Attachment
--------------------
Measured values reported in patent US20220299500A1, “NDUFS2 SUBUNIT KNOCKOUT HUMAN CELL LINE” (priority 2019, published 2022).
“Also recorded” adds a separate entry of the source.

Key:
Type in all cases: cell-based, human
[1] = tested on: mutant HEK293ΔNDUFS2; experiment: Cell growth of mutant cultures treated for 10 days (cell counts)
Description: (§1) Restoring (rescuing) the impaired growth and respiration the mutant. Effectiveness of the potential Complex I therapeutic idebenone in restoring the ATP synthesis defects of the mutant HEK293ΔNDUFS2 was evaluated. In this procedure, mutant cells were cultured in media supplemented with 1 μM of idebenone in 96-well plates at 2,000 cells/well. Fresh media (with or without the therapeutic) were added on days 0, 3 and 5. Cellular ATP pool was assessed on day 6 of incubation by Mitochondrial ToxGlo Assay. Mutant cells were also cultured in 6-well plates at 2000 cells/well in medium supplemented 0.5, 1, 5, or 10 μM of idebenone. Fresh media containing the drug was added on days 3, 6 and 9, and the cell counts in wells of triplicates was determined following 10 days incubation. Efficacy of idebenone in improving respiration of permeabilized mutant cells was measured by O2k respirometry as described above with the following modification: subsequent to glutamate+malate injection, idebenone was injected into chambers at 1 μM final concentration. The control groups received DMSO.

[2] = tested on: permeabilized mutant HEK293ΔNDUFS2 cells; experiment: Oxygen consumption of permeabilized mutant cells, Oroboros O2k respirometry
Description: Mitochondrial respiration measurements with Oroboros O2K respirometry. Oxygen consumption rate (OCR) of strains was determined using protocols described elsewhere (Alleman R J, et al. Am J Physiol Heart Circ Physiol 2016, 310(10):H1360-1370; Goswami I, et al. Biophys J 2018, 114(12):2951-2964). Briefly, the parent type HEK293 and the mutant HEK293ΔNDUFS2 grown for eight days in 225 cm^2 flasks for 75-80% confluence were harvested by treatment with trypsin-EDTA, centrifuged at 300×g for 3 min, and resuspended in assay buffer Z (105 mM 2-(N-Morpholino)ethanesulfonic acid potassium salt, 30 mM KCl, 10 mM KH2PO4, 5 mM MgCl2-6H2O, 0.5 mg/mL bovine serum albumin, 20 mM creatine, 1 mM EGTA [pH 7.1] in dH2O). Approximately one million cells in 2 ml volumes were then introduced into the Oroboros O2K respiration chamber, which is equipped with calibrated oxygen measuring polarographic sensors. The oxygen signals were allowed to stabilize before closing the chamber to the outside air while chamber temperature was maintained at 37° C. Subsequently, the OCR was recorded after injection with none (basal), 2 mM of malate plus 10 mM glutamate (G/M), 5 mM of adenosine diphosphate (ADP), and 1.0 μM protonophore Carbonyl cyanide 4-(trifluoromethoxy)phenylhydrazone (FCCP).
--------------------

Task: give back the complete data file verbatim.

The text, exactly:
Measured values reported in patent US20220299500A1, “NDUFS2 SUBUNIT KNOCKOUT HUMAN CELL LINE” (priority 2019, published 2022).
“Also recorded” adds a separate entry of the source.

Key:
Type in all cases: cell-based, human
[1] = tested on: mutant HEK293ΔNDUFS2; experiment: Cell growth of mutant cultures treated for 10 days (cell counts)
Description: (§1) Restoring (rescuing) the impaired growth and respiration the mutant. Effectiveness of the potential Complex I therapeutic idebenone in restoring the ATP synthesis defects of the mutant HEK293ΔNDUFS2 was evaluated. In this procedure, mutant cells were cultured in media supplemented with 1 μM of idebenone in 96-well plates at 2,000 cells/well. Fresh media (with or without the therapeutic) were added on days 0, 3 and 5. Cellular ATP pool was assessed on day 6 of incubation by Mitochondrial ToxGlo Assay. Mutant cells were also cultured in 6-well plates at 2000 cells/well in medium supplemented 0.5, 1, 5, or 10 μM of idebenone. Fresh media containing the drug was added on days 3, 6 and 9, and the cell counts in wells of triplicates was determined following 10 days incubation. Efficacy of idebenone in improving respiration of permeabilized mutant cells was measured by O2k respirometry as described above with the following modification: subsequent to glutamate+malate injection, idebenone was injected into chambers at 1 μM final concentration. The control groups received DMSO.

[2] = tested on: permeabilized mutant HEK293ΔNDUFS2 cells; experiment: Oxygen consumption of permeabilized mutant cells, Oroboros O2k respirometry
Description: Mitochondrial respiration measurements with Oroboros O2K respirometry. Oxygen consumption rate (OCR) of strains was determined using protocols described elsewhere (Alleman R J, et al. Am J Physiol Heart Circ Physiol 2016, 310(10):H1360-1370; Goswami I, et al. Biophys J 2018, 114(12):2951-2964). Briefly, the parent type HEK293 and the mutant HEK293ΔNDUFS2 grown for eight days in 225 cm^2 flasks for 75-80% confluence were harvested by treatment with trypsin-EDTA, centrifuged at 300×g for 3 min, and resuspended in assay buffer Z (105 mM 2-(N-Morpholino)ethanesulfonic acid potassium salt, 30 mM KCl, 10 mM KH2PO4, 5 mM MgCl2-6H2O, 0.5 mg/mL bovine serum albumin, 20 mM creatine, 1 mM EGTA [pH 7.1] in dH2O). Approximately one million cells in 2 ml volumes were then introduced into the Oroboros O2K respiration chamber, which is equipped with calibrated oxygen measuring polarographic sensors. The oxygen signals were allowed to stabilize before closing the chamber to the outside air while chamber temperature was maintained at 37° C. Subsequently, the OCR was recorded after injection with none (basal), 2 mM of malate plus 10 mM glutamate (G/M), 5 mM of adenosine diphosphate (ADP), and 1.0 μM protonophore Carbonyl cyanide 4-(trifluoromethoxy)phenylhydrazone (FCCP).